Driven by Model-Building
As early as 1990, teachers trained in Modeling Instruction began sharing laboratories and lessons they created to encourage student-centered building of scientific models in their classrooms. Finding quality lessons can be challenging, since traditional textbooks are often written in a piecemeal format without a coherent story-line that resonates with students to increase their understanding.
Therefore, Modeling teachers typically use summer professional development to discuss questions at the heart of student-learning:
- What fundamental models are critical to understanding the core of each STEM field?
- What “paradigm” labs and lessons will uncover these core ideas for students?
- In what sequence should these activities be presented to maximize deep learning and model-building?
- Is this sequence reflective of the true nature of scientific and mathematical practices?
The AMTA community constantly works to refine and share the most effective ideas developed by our members with STEM teachers throughout the world. AMTA members and workshop attendees have complete access to all of our shared lessons via our Curriculum Resources page.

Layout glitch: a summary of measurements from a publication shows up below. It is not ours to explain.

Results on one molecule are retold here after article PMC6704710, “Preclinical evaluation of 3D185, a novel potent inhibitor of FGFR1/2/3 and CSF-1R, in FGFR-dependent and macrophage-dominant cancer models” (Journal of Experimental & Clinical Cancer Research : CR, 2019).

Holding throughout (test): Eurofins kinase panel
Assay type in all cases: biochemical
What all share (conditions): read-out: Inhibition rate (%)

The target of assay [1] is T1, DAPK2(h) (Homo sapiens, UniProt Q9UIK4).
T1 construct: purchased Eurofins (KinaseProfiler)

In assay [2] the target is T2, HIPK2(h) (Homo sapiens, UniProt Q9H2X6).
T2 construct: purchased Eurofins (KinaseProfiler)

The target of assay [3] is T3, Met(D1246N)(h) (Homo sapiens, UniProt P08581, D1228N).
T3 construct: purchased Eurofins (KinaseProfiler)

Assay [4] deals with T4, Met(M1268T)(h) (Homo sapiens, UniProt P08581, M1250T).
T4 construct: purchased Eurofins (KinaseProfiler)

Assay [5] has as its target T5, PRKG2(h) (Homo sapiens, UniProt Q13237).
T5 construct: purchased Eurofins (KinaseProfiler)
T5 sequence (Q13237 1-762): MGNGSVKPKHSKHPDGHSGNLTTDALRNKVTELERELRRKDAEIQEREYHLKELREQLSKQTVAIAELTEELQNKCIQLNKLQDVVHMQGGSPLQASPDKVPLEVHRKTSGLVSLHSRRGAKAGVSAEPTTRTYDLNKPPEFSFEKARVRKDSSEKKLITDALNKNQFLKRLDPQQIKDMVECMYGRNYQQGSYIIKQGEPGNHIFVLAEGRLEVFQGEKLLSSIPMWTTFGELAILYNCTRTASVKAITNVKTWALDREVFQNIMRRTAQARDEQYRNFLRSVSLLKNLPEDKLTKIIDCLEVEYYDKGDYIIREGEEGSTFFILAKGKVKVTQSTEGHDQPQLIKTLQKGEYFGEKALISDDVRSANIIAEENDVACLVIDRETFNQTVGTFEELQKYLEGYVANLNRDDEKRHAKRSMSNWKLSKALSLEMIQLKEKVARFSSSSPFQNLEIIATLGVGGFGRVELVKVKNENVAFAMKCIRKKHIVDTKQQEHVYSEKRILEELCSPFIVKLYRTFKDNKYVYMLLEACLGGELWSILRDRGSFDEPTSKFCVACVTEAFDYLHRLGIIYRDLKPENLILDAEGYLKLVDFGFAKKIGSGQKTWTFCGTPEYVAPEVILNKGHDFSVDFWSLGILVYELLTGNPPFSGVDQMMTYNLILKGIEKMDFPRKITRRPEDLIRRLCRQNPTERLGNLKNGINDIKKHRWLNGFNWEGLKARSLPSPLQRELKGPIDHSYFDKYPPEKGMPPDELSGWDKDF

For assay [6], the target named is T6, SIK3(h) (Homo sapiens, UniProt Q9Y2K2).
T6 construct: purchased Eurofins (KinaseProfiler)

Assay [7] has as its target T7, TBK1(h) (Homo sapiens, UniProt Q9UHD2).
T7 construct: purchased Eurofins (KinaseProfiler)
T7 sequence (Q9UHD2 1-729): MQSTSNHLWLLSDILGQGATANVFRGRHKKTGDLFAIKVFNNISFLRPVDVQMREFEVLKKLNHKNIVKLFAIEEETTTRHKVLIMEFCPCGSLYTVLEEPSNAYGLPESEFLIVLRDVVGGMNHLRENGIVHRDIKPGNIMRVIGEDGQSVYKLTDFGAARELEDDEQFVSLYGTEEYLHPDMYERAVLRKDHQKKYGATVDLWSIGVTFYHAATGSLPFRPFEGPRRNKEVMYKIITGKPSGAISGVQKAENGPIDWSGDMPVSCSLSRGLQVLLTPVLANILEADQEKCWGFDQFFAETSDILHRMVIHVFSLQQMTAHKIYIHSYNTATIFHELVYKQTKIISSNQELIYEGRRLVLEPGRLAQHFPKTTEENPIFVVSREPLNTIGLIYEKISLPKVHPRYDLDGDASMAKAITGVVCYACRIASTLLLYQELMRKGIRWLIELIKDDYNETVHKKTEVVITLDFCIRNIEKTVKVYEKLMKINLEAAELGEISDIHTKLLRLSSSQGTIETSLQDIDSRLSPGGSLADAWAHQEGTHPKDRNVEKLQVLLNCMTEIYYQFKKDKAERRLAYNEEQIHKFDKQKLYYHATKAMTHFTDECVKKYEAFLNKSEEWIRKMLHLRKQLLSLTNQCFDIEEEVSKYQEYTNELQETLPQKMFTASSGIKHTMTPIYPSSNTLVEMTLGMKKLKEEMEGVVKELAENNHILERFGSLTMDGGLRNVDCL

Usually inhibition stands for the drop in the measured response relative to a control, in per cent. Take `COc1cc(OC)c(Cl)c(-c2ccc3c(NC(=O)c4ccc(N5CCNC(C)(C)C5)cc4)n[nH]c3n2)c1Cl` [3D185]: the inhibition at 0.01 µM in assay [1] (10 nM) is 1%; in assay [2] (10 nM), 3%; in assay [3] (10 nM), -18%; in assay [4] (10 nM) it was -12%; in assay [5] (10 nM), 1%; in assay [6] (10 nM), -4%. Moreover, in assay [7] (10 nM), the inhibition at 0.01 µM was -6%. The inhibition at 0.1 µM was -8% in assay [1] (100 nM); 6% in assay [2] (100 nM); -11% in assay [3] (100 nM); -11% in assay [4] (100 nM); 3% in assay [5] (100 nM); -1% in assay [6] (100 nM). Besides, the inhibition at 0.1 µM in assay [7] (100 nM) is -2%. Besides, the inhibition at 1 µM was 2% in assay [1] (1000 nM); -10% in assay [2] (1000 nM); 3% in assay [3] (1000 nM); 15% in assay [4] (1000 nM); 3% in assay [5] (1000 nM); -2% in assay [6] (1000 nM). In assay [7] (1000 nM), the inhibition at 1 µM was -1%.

Follow the links below to view our Storylines and Sample Curriculum
Roughly following the historical order in which scientists developed understanding of motion and force, we move from descriptive models of motion to causal models involving force and then into modeling conserved quantities such as momentum and energy.
The three questions that guide our approach to understanding chemistry are: How do we view matter? How does it behave? What is the role of energy in the changes we observe?
Based upon fundamental models that unify scientific disciplines: Descriptive models of matter and classification Causal models of energy as an agent of change Interaction models of matter and energy